Men With Broken Hearts recorded by Elvis on Tuesday, 11 August 1970;Concert
Written by: Williams
Originally recorded by Hank Williams (as Luke The Drifter) in 1950
Hear Elvis's version on: The Essential 70's Masters (5); Live In Las Vegas (2)
Relatively hard-to-find "spoken-word poem" by the great Hank Williams, which he recorded on 21 December 1950. Williams himself counted it among his favourite songs, and Elvis occasionally recited parts of it during his concert performances in the late 1960s and 1970s. It's been covered by just a handful of artists.
Merry Christmas Baby recorded by Elvis on Saturday, 15 May 1971;Studio
Written by: Baxter; Moore
Originally recorded by Johnny Moore's Three Blazers in 1947
Hear Elvis's version on: Elvis Sings The Wonderful World Of Christmas; If Every Day Was Like Christmas
A real bluesy Christmas number! Compare Elvis's enjoyment in performing this number with similar enjoyment in his own original "Santa Claus Is Back In Town." He clearly enjoyed singing these numbers (and what about D.J. Fontana's opening on the latter?). Then listen to his boredom in numbers such as "Silver Bells" and, would you believe, "Winter Wonderland." No wonder the man had problems! Anyway, This "Merry Christmas Baby" just goes to show what a great Blues singer Elvis could have been (well, WAS, but didn't get enough chance to show it). See also "Reconsider Baby" in this respect. The original version was recorded in 1947 by Johnny Moore's Three Blazers, and featured Charles Brown. It was released on Exclusive, number 254, and reached number 3 on the Billboard R&B chart that Christmas season, charting again in 1948 and 1949.
Milkcow Blues Boogie recorded by Elvis on Friday, 10 December 1954;Studio
Written by: Arnold
Originally recorded by James Kokomo Arnold in 1934 (as Milk Cow Blues)
Hear Elvis's version on: The Sun Sessions CD; The Complete 50's Masters 1
For the writer of "Milk Cow Blues," some sources list "Traditional," presumably meaning they don't know, others indicate Sleepy John Estes, and still others give Kokomo Arnold himself the credit. The song of the same title by Sleepy John Estes is a completely different number, so he, at least, can be eliminated. Arnold's own original recording, made on 10 September, 1934, and released on Decca 7026 (blue label "race" series) that same year, lists Arnold himself as the sole writer. Certainly not traditional was Elvis's breaking into the number after a few seconds to announce, "Hold it fellahs. That don't move me — let's get real, real gone for a change," before increasing the tempo, with Scotty and Bill tagging along. Anyone who thinks that Elvis copied other artists recordings in order to break into the business has clearly not listened to Elvis's early renditions. His own version of this song, for example, bears little resemblance to Kokomo Arnold's original. Rather, it seems to indicate that Elvis had listened to thousands of pieces, some of which had left traces somewhere in his memory, traces he used to create something very different.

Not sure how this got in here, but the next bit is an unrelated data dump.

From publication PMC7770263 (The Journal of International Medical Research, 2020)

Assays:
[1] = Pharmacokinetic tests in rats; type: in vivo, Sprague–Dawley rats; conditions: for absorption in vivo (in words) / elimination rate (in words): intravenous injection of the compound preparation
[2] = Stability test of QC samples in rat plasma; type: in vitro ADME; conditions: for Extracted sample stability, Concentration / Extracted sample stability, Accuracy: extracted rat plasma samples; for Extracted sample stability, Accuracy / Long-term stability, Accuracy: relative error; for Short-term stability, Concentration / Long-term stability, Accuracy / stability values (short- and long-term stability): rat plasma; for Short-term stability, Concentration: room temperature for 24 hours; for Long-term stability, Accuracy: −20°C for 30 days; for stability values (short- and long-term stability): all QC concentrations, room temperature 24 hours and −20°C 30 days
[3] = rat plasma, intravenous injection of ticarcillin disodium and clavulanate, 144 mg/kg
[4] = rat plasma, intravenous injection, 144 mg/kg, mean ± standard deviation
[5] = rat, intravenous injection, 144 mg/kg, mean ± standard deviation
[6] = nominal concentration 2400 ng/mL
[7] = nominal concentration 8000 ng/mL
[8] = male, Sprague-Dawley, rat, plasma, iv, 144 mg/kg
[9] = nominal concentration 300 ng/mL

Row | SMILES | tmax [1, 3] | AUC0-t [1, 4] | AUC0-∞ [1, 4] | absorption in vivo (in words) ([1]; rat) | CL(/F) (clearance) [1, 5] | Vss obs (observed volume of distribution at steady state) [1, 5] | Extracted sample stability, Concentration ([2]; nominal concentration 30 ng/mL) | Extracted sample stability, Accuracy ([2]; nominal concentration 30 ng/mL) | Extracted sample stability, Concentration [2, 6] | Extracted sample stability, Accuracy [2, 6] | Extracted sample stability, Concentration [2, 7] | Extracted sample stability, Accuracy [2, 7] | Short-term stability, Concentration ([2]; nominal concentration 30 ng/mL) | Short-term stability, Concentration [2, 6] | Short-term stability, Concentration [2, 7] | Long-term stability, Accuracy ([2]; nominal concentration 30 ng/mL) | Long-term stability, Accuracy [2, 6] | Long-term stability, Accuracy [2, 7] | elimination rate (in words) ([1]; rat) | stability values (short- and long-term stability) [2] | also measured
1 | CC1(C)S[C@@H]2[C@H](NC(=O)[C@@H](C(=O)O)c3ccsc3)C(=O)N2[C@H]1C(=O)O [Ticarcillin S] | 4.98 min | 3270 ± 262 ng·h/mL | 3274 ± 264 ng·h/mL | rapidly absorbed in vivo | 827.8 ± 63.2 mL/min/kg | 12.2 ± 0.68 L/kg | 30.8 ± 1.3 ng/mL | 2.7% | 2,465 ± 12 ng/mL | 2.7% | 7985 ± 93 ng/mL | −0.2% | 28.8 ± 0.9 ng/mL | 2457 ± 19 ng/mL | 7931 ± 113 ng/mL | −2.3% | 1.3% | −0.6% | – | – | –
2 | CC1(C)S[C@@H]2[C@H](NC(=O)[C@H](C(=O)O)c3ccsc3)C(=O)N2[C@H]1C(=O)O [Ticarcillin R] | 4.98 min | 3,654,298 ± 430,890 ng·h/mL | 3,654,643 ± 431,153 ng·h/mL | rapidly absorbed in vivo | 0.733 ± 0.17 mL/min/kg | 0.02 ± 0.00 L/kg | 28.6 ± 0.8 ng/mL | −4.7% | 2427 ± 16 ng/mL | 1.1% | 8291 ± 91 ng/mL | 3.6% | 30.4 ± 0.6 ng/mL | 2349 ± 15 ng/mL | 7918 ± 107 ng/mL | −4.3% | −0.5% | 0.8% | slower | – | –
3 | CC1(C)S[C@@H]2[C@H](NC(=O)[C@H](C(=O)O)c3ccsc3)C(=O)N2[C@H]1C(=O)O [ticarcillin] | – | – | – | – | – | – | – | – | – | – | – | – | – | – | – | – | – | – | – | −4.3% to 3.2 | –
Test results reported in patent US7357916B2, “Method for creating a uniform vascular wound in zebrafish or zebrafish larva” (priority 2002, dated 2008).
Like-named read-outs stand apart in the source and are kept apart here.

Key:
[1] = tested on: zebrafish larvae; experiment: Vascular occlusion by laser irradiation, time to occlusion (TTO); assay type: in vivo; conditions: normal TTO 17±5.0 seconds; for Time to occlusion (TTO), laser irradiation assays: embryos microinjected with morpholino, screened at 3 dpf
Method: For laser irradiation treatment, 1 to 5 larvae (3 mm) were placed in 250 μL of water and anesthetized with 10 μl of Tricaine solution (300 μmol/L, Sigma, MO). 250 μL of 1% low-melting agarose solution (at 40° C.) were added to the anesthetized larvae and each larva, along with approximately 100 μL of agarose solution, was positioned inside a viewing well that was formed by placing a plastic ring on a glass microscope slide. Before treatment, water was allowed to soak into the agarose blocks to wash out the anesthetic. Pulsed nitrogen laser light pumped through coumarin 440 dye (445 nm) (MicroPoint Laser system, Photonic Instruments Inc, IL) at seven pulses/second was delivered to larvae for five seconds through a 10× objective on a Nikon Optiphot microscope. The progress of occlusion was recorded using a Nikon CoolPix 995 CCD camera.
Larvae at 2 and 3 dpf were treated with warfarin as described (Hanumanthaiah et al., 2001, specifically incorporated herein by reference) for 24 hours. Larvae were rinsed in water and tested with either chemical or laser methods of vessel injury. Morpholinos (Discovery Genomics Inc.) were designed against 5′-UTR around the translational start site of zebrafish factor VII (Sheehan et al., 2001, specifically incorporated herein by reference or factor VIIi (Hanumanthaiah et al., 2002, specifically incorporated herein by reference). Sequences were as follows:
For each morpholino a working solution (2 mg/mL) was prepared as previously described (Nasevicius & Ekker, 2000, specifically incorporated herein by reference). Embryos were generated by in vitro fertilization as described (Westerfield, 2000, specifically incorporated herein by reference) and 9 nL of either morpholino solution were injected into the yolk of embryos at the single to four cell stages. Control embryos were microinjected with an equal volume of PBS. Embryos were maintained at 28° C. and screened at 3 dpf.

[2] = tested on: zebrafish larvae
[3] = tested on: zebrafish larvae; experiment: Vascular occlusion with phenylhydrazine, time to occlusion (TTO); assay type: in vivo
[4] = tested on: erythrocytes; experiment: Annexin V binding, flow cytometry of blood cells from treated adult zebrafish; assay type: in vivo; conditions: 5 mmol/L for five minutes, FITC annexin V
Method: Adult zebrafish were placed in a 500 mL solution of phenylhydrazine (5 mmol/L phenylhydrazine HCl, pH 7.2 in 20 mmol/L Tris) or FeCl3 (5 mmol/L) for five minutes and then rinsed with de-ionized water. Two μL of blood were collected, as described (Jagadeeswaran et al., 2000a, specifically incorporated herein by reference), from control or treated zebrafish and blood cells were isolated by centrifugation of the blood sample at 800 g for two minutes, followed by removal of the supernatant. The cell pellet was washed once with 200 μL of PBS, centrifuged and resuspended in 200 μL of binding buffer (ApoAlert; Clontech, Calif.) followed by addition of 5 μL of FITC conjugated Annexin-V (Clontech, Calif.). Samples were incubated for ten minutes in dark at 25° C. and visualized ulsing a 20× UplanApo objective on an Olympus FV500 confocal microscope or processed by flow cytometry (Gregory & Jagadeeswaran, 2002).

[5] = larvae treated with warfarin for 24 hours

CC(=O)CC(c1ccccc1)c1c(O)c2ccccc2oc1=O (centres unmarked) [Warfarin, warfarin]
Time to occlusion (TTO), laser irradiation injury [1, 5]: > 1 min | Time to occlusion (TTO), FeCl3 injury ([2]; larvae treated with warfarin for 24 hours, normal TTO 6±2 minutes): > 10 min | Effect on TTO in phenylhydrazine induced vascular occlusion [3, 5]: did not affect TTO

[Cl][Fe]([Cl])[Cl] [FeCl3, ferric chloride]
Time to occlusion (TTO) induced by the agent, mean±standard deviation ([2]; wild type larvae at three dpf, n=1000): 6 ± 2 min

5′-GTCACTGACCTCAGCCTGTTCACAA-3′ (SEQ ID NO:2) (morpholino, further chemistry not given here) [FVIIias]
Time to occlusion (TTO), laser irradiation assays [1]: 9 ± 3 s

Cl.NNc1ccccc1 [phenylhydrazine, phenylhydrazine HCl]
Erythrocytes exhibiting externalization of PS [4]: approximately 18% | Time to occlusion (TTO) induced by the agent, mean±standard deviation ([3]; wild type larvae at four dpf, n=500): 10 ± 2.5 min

Milky White Way recorded by Elvis on Sunday, 30 October 1960;Studio
Written by: Coleman; Gray
Originally recorded by Coleman Brothers in 1944
Hear Elvis's version on: His Hand In Mine; Amazing Grace (CD 1)
The Trumpeteers release of this number reached number 8 in the R&B charts. The lead singer, Joseph Armstrong, was also a member of the Golden Gate Quartet. However, it seems likely that the original recording was made by the Coleman Brothers on the Regis label, as the A-side of record number 108 (S-1073-S). The Coleman Brothers were a truly family group, consisting of brothers Russell, Lander, Wallace, Melvin, and Everettt, along with Danny Evans. Their recording of "Milky White Way" (backed with "We'll Understand") was probably released on Regis, though some sources indicate that the release was prevented by owner of Regis, Irving Berman. The first mention of Regis dates from February 1943 (Billboard) and in 1945 the operation moved from Newark, New Jersey, to New York City, changing its name to Manor Records. The recording was then released on Manor in 1948. The Coleman Brothers also released tracks on Decca before forming their own Coleman label in 1948.